Picks and Pans Review: For the World to See: the Life of Margaret Bourke-White

UPDATED 06/06/1983 at 01:00 AM EDT Originally published 06/06/1983 at 01:00 AM EDT

by Jonathan Silverman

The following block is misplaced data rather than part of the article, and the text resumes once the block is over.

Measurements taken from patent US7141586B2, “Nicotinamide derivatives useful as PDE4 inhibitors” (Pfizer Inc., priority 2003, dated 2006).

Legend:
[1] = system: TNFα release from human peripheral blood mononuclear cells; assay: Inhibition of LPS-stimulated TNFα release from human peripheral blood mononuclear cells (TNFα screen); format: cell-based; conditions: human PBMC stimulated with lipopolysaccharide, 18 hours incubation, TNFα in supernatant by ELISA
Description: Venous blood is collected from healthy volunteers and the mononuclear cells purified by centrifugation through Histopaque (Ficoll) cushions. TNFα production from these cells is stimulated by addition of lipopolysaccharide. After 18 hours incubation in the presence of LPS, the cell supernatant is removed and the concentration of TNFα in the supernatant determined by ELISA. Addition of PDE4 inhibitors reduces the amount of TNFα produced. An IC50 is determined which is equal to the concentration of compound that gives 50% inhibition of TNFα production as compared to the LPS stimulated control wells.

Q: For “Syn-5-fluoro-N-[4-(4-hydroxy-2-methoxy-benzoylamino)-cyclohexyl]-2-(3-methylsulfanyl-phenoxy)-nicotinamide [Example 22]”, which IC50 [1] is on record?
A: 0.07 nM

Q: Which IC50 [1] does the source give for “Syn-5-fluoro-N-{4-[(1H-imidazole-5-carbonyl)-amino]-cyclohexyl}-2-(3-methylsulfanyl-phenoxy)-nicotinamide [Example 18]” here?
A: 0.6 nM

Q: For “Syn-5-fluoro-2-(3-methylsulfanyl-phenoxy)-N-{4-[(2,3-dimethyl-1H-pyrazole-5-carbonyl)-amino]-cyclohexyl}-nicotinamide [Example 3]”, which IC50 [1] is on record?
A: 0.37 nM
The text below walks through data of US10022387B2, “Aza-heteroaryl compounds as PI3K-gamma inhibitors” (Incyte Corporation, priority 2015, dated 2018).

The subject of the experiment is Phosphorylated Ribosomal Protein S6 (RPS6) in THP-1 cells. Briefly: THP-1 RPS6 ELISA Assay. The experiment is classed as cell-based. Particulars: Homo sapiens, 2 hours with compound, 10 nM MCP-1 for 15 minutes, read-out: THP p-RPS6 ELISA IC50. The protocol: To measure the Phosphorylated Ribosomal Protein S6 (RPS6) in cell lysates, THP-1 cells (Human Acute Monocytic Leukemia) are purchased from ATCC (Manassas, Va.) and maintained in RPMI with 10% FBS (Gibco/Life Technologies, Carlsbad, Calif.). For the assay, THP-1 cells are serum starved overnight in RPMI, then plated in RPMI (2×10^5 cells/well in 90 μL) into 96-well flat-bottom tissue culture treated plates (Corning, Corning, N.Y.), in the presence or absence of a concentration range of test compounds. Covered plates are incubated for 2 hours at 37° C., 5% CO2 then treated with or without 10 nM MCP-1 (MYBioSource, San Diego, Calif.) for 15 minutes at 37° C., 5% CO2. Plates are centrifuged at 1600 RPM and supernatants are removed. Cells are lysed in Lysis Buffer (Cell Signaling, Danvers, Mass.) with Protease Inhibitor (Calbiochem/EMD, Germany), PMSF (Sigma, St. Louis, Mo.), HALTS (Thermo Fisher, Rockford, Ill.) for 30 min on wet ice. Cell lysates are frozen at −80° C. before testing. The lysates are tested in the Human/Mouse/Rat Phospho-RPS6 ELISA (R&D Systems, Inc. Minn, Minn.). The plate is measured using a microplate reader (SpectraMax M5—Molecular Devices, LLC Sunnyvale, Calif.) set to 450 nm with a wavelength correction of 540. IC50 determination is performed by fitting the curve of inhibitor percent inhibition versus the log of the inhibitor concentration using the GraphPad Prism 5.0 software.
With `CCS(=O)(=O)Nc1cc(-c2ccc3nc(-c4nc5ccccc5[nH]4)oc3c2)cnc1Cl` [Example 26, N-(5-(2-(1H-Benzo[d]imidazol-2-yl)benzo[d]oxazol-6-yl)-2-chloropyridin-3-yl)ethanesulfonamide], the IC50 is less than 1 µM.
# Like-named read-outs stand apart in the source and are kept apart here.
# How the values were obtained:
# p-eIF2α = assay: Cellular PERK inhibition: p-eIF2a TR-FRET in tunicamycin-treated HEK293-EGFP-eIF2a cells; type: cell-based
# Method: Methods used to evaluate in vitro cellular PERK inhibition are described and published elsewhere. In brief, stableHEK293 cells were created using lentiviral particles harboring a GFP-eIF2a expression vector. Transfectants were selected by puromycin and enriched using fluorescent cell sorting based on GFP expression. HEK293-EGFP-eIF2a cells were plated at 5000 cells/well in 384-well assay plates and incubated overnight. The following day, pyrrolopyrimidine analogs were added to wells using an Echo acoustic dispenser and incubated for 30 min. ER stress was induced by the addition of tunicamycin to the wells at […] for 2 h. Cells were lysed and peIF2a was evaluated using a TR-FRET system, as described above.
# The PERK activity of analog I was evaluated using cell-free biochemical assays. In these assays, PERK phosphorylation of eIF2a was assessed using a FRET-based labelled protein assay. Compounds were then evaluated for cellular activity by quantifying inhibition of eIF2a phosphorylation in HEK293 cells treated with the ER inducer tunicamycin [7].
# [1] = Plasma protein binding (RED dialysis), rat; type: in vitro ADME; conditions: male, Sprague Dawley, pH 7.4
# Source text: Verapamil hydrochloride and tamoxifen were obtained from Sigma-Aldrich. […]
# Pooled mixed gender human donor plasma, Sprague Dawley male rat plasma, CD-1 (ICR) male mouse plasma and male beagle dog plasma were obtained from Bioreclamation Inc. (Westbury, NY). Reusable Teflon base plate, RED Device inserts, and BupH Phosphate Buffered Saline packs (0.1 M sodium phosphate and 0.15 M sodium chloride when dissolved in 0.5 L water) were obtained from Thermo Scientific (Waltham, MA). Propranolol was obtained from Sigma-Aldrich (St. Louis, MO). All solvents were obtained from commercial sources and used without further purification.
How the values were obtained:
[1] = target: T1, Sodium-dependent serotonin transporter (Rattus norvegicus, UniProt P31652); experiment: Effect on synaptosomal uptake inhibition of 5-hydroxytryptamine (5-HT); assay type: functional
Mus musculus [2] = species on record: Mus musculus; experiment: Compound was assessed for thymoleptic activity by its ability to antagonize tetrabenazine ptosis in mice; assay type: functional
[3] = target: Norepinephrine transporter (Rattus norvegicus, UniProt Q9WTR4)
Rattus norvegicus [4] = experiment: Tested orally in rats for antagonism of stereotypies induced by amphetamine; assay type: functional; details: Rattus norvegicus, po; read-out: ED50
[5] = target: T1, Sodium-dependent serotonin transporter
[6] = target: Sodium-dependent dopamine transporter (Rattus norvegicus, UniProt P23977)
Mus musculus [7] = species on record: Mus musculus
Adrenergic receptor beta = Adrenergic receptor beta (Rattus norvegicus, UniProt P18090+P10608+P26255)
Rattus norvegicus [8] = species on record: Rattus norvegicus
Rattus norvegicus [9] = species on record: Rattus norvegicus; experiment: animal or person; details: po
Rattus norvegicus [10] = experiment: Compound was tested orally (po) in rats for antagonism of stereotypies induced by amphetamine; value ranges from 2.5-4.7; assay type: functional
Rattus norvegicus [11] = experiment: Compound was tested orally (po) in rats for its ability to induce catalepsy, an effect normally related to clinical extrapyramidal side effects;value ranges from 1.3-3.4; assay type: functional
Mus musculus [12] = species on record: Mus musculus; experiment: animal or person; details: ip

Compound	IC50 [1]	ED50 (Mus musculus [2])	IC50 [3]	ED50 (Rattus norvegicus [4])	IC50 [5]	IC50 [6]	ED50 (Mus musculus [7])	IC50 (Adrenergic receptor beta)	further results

Unlike Stieglitz, Bourke-White was more a journalistic photographer than a self-conscious artist, yet she saw unexpected beauty in commonplace subjects. She got her start taking pictures in a steel mill, venturing so close to the heat it blistered the varnish on her camera. Early on she joined LIFE, then a new magazine, which used her powerful study of a giant dam under construction on its first cover (Nov. 23, 1936). A pioneer in photojournalism, she traveled to the Soviet Union, Germany, South Africa and India to learn the character of each locale and its people. The text of this book, which quotes liberally from Bourke-White's writing, includes details of her private life, which was the hectic stuff of high romance. In a loving preface her old colleague, photographer Alfred Eisenstaedt, writes, "Her dedication and determination to show the world as it is are the qualities by which I remember her most." (Viking, $46.95)

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